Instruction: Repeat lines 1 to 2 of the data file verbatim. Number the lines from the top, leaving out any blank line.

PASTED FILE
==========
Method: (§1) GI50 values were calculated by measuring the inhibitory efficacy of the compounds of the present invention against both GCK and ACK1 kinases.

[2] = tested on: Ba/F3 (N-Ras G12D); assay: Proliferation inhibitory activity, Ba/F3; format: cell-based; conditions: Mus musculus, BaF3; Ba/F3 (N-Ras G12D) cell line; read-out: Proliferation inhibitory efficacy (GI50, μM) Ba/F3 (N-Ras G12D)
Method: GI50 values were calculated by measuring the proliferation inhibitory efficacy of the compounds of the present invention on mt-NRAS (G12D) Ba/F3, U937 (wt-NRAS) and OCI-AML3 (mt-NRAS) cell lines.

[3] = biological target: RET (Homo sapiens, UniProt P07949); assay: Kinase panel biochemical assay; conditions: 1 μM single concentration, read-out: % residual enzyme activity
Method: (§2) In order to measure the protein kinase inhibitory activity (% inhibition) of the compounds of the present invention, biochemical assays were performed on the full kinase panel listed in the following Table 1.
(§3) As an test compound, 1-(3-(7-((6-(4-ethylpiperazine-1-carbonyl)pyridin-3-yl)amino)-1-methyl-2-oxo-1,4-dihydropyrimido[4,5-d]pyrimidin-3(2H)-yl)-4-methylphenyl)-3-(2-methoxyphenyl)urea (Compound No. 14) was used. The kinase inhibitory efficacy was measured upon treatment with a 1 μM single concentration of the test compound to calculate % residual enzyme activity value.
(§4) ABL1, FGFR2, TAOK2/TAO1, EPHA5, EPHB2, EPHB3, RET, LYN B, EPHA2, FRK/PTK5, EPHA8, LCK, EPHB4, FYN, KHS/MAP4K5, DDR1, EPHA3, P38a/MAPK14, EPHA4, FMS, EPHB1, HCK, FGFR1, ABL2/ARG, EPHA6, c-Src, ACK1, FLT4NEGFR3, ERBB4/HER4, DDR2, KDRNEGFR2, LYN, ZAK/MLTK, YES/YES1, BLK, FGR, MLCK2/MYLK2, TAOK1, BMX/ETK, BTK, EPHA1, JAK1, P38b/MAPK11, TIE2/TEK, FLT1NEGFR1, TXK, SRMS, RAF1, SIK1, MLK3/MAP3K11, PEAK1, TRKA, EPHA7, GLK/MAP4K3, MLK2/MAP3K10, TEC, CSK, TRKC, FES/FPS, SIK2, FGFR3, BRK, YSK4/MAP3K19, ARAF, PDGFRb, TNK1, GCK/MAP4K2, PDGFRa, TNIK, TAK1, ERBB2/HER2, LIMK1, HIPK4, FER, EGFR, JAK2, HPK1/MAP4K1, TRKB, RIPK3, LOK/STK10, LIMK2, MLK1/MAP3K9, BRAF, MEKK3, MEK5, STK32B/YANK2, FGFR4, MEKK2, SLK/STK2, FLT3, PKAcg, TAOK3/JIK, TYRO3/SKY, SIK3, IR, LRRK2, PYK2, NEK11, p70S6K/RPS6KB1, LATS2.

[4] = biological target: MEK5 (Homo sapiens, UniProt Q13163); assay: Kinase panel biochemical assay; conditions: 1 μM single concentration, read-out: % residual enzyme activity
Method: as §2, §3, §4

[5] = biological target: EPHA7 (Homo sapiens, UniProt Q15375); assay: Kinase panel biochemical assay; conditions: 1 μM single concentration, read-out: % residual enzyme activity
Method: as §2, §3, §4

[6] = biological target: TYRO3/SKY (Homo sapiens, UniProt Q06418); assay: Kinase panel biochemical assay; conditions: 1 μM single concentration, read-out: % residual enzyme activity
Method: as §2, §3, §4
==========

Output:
Method: (§1) GI50 values were calculated by measuring the inhibitory efficacy of the compounds of the present invention against both GCK and ACK1 kinases.

[2] = tested on: Ba/F3 (N-Ras G12D); assay: Proliferation inhibitory activity, Ba/F3; format: cell-based; conditions: Mus musculus, BaF3; Ba/F3 (N-Ras G12D) cell line; read-out: Proliferation inhibitory efficacy (GI50, μM) Ba/F3 (N-Ras G12D)